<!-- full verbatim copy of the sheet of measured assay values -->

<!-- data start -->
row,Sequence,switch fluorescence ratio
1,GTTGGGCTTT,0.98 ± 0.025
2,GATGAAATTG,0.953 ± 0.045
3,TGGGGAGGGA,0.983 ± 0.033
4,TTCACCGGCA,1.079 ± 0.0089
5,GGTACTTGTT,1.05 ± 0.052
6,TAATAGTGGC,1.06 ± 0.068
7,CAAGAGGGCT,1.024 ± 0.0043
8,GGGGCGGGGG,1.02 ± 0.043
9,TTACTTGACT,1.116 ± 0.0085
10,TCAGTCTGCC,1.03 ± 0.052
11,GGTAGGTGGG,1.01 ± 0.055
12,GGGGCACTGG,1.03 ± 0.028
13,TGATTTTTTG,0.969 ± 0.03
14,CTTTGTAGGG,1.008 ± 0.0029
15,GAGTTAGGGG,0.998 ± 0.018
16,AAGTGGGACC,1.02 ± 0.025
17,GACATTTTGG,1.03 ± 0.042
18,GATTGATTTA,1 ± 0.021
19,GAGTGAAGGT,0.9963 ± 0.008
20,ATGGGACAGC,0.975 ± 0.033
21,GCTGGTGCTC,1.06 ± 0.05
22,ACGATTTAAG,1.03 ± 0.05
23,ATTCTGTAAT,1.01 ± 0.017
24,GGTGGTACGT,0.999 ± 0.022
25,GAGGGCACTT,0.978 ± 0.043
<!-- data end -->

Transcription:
row,Sequence,switch fluorescence ratio
1,GTTGGGCTTT,0.98 ± 0.025
2,GATGAAATTG,0.953 ± 0.045
3,TGGGGAGGGA,0.983 ± 0.033
4,TTCACCGGCA,1.079 ± 0.0089
5,GGTACTTGTT,1.05 ± 0.052
6,TAATAGTGGC,1.06 ± 0.068
7,CAAGAGGGCT,1.024 ± 0.0043
8,GGGGCGGGGG,1.02 ± 0.043
9,TTACTTGACT,1.116 ± 0.0085
10,TCAGTCTGCC,1.03 ± 0.052
11,GGTAGGTGGG,1.01 ± 0.055
12,GGGGCACTGG,1.03 ± 0.028
13,TGATTTTTTG,0.969 ± 0.03
14,CTTTGTAGGG,1.008 ± 0.0029
15,GAGTTAGGGG,0.998 ± 0.018
16,AAGTGGGACC,1.02 ± 0.025
17,GACATTTTGG,1.03 ± 0.042
18,GATTGATTTA,1 ± 0.021
19,GAGTGAAGGT,0.9963 ± 0.008
20,ATGGGACAGC,0.975 ± 0.033
21,GCTGGTGCTC,1.06 ± 0.05
22,ACGATTTAAG,1.03 ± 0.05
23,ATTCTGTAAT,1.01 ± 0.017
24,GGTGGTACGT,0.999 ± 0.022
25,GAGGGCACTT,0.978 ± 0.043